Donald Steel, GTC’s Chairman led the tributes at a luncheon hosted by the GTC at Aldwark Manor where the GTC and BIGGA have their offices.
Ladies and Gentlemen,
You will no doubt be aware of a fierce thunderstorm approaching the Aldwark area. I can only think the Good Lord has got to know about David’s retirement and is not happy about it.
Anyway, a warm welcome to you all and thank you for coming. You will not be surprised to learn that we have received many apologies and regrets from those who couldn’t make it but, looking around, we seem to have all those who really matter.
I must apologise for committing the unforgivable crime of interrupting your drinking but I do so mindful of the day of a General’s Inspection during my short and inglorious Army career when, having given our immaculate display of precision drill, AND HAD MARCHED PAST, we were invited to gather round the saluting base so that the General could address the troops.
I remember nothing of his remarks except for his opening which, for the height of pomposity, takes a lot beating. He said, I’d just like to say a few words BEFORE I start to speak. I do not intend to speak, so to speak, this lunchtime. I give you my pledge to be shorter than the Chilcot Enquiry but I do want to say a very few words on this AUSPICIOUS HAPPY/SAD occasion.
Sad that David has saddled up his horse ready to ride off into the sunset even if he looks far too young to retire.
Happy that we are celebrating the fact that he leaves behind a highly distinguished working legacy for training greenkeepers in which we have all, DIRECTLY OR INDIRECTLY, been fortunate to have played some part.
I don’t need to enlarge for I know I am preaching to the converted but, I am sure you agree, it is a remarkable story.
There is a modern belief that the past doesn’t matter. Some say it is old hat. They contend it is only the present that counts. I agree you can only deal with situations as you find them and there is always a duty to try and shape the future but, without the past, there would be no present. David has acted as Education Director of the Greenkeepers Training Committee for 23 years and has presided over an industry that has been transformed thanks to his dedication, vision and persuasive example.
Greenkeeping has always been hard graft and David’s practical background as a greenkeeper meant he could speak from experience. To me, greenkeepers are on a par as a willing and unselfish brotherhood -or now sisterhood- with our lifeboat men and National Hunt jockeys. They never complain about their plight, they deal with the unexpected, they keep unsocial hours, and are driven to help others but David belonged to a generation of greenkeepers that wanted something better and, more poignantly, fought hard to achieve it.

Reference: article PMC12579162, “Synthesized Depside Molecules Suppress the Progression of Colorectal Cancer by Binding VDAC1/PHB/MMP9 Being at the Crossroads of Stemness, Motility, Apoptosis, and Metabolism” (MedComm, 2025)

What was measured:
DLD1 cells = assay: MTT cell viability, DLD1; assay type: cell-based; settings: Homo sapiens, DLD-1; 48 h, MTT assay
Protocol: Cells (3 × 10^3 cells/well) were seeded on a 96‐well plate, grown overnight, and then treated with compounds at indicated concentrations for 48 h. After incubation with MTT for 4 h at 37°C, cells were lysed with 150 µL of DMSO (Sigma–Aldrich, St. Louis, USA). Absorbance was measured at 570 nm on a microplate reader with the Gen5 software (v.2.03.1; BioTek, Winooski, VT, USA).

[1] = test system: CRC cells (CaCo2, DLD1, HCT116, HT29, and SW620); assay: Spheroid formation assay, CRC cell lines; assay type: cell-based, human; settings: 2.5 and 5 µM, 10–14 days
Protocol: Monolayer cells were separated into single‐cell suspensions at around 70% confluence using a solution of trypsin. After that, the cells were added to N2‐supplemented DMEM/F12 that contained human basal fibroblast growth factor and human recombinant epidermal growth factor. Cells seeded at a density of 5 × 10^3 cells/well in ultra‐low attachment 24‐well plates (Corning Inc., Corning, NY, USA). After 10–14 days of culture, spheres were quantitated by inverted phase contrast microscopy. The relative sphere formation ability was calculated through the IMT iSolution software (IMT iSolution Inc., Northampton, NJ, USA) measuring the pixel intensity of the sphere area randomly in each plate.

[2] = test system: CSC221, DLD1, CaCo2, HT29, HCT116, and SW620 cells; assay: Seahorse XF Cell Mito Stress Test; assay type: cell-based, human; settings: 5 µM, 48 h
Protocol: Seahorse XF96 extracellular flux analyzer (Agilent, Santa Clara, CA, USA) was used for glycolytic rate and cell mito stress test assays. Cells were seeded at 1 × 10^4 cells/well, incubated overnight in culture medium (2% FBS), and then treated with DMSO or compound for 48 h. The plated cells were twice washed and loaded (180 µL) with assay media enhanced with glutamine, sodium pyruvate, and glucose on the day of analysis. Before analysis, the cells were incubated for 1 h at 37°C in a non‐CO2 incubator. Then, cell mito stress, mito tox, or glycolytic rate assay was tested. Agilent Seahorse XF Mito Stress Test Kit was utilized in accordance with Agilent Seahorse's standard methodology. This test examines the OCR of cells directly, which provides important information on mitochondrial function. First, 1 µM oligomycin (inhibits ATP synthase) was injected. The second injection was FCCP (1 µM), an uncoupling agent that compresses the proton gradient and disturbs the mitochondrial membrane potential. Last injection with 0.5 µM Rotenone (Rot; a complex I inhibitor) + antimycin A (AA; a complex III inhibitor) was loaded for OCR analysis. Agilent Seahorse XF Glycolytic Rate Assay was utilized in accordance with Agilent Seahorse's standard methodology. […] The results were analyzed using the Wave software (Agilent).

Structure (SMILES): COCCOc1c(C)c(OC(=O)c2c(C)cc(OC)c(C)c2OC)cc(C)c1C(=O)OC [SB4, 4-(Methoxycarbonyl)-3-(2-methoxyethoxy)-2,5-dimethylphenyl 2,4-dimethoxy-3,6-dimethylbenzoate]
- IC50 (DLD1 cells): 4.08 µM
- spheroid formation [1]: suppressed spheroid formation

He was one of the campaigners in the creation of BIGGA and, through BIGGA and the Home Unions, the GTC. Today, greenkeeping has become the job of a lifetime -for a lifetime. Many have never thought of doing anything else, eager to learn their trade and to have the qualifications to enable them to master the responsibilities they face. And they are very good at it and, what is more, are delightful people.
More than half the art of any tuition is getting the message across and here David’s presentation skills, scrupulously honest approach and genuine understanding have contributed enormously to the success of the GTC.
It is symbolic that the new All-Party Parliamentary Group for Golf should have been established a year before David’s impending retirement because Parliament’s awareness of the apprenticeship scheme is, in no small measure, down to his pioneering efforts. The GTC has always been an apprenticeship scheme and David mounts his getaway horse after building up the GTC from modest beginnings into a notable national and international force.
More cogently, the training of young greenkeepers is perhaps the only thing from which all golfers, young or old, good or bad, man or woman, boy or girl, amateur or professional, benefit.
In the 60 years or so of my involvement in golf, greenkeeping has scaled the heights rather in the way that the playing of the game has done. There have never been more good greenkeepers or more good players and, watching the thrilling final round of the Open on Sunday made me reflect that, in that time, the first prize in the Open has risen from under a thousand pounds to over a million.
Greenkeeping salaries haven’t quite kept pace but they are getting there. I wish I could be handing over a cheque for a similar sizable amount to David but, instead, the GTC would like to present David with a print of St Andrews where he and I first met at one the R&A’s Golf Course Committee meetings.
Here, I must thank Fiona for all her good offices behind the scenes and for all the invitations and arrangements for today’s lunch. As I have said, you will understand many have had to send their apologies and tributes to David. If we had had a full complement, we would have had to have hired Old Trafford.
Fiona has always been a comforting presence at David’s side, a duo that have made my Chairmanship an absolute joy and so it is with pride and delight that I present this Print to David, to wish him a happy birthday and a long and happy retirement and to thank him on behalf of the game and several thousand of greenkeepers for his supreme contribution to its welfare, enjoyment and efficiency.
Greenkeepers Training Committee www.the-gtc.co.uk
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